Unknown Caterpillar

Hitched Arches Caterpillar

Hi Nancy,
Since you indicated this caterpillar was feeding on Aster, we checked the species of Hooded Owlet Moths in the genus
Cucullia that are posted to BugGuide, but we could not find a match.  We hope one of our readers can assist in this identification.  Are you certain this is an aster?  There appear to bee seed pods on the plant and asters do not have seed pods.

Unknown Caterpillar

Hitched Arches Caterpillar

I often take cat off of host plant to get picture and then return it. We found 6 of them on six different aster plants tho.  I dont know which aster variety.  Keep looking please.  Ive looked at all my resources. N

IM SENDING A FEW MORE PICS OF MY MYSTERY ASTER MOUNTAIN CATERPILLAR….NANCY  NEWMAN

Unknown Caterpillar on Aster

Melanchra adjuncta Caterpillar on Aster

Hi again Nancy,
We have added your additional photos to the posting.

Unknown Caterpillar on Aster

Hitched Arches Caterpillar on Aster

Hitched Arches identification courtesy of a comment by Frankie
Thanks Frankie,
You are absolutely right. The Hitched Arches is the perfect match based on the photos posted to BugGuide. We are going to update the posting thanks to your carefully researched comment.

Thanks to all of you who identified the Hitched Arches caterpillar for me.   What an amazing job you do!
N Newman
Nnature642

What's That Bug? does not endorse extermination

Subject: whats this bug?
Location: Refrigerator and freezer
October 26, 2013 8:53 pm
Hello,
I just signed the lease of my new apartment (10/25/2013) and started moving in (10/26/2013). I typically do a thorough cleaning from top to bottom of any new place I move into. When I went to the kitchen to clean I opened the refrigerator and saw what looked like fried rice or pieces of brown rice sticking to the top and a few were on the bottom. I opened the freezer and there were a few in there as well. These bugs were not moving so I assumed that it was just that, perhaps old food left behind so I got the cleaning supplies and went to work. Once I finished, I placed a pack of bottled water in the refrigerator, shut the door and continued to clean the rest of the apartment. An hour or two I came back to grab a bottle of water and these ”brown rice” looking bugs were back!! a few were on my pack of bottled water and at the bottom of the frige again. DISGUSTING!! The refrigerator is kinda old and has some rust on the inside in some places. I also noticed th e refrigerator does not get that cold at all Im extremely pissed and will be heading to the rental office first thing Monday morning!!!! What are your thoughts on what this could be?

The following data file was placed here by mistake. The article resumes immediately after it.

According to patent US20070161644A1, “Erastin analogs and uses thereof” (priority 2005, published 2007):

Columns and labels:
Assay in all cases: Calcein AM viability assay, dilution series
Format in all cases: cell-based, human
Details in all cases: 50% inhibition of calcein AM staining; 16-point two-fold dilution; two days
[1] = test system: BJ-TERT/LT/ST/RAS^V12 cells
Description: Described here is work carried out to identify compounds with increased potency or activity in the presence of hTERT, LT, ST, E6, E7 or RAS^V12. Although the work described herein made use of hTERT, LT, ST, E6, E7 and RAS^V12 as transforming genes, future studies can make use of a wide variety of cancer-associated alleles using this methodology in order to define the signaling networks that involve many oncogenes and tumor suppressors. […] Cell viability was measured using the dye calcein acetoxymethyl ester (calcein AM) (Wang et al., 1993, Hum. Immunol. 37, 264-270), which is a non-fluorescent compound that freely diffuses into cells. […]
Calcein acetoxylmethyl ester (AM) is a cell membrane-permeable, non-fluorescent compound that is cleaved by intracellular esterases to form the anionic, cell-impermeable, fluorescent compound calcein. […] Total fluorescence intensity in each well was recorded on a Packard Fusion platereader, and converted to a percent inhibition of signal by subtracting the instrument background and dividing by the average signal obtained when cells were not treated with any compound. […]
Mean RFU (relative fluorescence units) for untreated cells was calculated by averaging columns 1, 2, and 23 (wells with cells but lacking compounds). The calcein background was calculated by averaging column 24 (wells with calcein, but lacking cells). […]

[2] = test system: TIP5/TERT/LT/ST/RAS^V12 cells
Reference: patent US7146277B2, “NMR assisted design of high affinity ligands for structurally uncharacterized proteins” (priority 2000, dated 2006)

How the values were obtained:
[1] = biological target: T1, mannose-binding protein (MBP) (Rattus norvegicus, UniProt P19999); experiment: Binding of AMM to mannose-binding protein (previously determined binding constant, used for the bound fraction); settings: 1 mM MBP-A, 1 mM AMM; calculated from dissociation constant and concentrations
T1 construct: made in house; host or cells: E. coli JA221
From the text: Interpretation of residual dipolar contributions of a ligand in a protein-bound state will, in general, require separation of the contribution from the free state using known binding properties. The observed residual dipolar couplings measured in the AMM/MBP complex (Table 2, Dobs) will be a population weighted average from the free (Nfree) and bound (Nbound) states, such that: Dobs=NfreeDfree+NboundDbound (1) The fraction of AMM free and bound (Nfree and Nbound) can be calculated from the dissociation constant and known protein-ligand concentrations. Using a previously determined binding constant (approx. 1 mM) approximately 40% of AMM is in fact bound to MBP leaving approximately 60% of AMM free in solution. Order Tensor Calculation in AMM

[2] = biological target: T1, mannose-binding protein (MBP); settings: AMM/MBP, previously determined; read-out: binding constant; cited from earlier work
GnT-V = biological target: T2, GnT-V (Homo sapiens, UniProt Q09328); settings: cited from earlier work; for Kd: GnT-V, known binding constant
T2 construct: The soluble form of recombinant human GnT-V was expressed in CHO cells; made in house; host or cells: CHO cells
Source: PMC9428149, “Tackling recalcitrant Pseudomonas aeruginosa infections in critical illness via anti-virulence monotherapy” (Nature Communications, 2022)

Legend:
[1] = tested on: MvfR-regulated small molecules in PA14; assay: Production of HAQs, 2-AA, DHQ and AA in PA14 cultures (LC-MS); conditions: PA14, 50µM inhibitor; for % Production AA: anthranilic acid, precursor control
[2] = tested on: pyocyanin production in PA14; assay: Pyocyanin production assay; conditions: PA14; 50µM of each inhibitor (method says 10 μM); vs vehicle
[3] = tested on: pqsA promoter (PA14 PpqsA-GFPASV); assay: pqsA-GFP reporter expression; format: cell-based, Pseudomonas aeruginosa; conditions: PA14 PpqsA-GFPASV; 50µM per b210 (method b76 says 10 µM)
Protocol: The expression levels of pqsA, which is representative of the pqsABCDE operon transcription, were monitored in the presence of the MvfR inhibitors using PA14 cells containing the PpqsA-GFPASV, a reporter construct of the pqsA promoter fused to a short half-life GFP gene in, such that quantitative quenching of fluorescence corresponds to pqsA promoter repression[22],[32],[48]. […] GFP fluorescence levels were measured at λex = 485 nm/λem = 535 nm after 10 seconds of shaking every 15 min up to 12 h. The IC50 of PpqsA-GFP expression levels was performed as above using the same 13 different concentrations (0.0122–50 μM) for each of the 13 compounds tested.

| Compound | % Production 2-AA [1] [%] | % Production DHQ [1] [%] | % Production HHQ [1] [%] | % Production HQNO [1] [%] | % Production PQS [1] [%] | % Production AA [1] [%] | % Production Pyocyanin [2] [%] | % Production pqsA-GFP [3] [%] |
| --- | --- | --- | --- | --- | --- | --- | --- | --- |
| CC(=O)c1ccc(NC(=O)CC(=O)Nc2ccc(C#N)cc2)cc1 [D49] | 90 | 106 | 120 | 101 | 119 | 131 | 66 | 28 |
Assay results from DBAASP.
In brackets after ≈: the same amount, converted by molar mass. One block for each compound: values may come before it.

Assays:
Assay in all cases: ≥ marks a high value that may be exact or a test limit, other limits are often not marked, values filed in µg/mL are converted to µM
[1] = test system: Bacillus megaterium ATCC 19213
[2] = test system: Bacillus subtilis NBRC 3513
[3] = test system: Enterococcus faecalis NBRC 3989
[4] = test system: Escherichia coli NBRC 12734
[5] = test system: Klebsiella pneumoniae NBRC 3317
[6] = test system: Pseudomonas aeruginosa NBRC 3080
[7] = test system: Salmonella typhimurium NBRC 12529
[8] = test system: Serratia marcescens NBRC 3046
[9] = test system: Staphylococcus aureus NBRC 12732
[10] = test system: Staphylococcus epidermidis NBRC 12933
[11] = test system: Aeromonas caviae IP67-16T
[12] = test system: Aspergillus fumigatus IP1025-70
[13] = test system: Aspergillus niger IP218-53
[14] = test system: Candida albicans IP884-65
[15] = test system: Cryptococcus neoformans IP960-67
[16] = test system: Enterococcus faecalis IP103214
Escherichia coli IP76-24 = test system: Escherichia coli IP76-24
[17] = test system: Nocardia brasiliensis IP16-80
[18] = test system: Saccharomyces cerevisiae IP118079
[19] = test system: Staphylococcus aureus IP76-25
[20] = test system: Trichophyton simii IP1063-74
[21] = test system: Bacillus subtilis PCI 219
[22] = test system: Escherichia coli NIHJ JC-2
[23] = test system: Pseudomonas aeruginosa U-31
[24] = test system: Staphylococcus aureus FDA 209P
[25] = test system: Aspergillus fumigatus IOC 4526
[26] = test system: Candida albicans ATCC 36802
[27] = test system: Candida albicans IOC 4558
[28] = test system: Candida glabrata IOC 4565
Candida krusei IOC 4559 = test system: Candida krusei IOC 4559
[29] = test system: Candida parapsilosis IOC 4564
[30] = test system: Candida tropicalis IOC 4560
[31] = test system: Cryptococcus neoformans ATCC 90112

Signature: as professional as possible

Blurry Bugs in Refrigerator

Blurry Bugs in Refrigerator

Dear asap,
Your photos are quite blurry and we cannot make an exact identification due to the poor quality, however, we suspect you may have Carpet Beetle Larvae.  Our second guess would be Fly Puparia.

Blurry Bugs on Water Bottle

Blurry Bugs on Water Bottle

 

What's That Bug? does not endorse extermination

Subject: Madagascar insect
Location: Madagascar
October 27, 2013 5:08 am
Hi Daniel.
I’m just back from Madagascar and the variety of insects is amazing. Usually I can kinda guess the general category of what I’m looking at but a few Madagascar insects have me stumped including the attached. I begin to wonder is it really an insect at all. It was moving along the ground very slowly in a squirming manner like a snake. It made no attempt to fly as we got closer to it.
Thanks,
David.
Signature: David

Mole Cricket

Mole Cricket

Hi David,
We always think of Madagascar as Ground Zero for exotic specimens, so we were amused to see your attached images of a Mole Cricket.  While the representative of the genus in Madagascar might be a unique, indigenous species, Mole Crickets are found all over the world.  In the last week we have posted letters with a Mole Cricket from Spain and one of a Mole Cricket from Australia.  Other relatively recent examples include a Mole Cricket from South Africa, a Mole Cricket from France, a Mole Cricket from India, a Mole Cricket from Iraq and countless examples of Mole Crickets from North America.  Mole Crickets live underground and they use their front legs, which your photograph beautifully illustrates, to tunnel quickly through the soil.  We hope you have other nice exotica to send our way from Madagascar.

Mole Cricket

Mole Cricket

What's That Bug? does not endorse extermination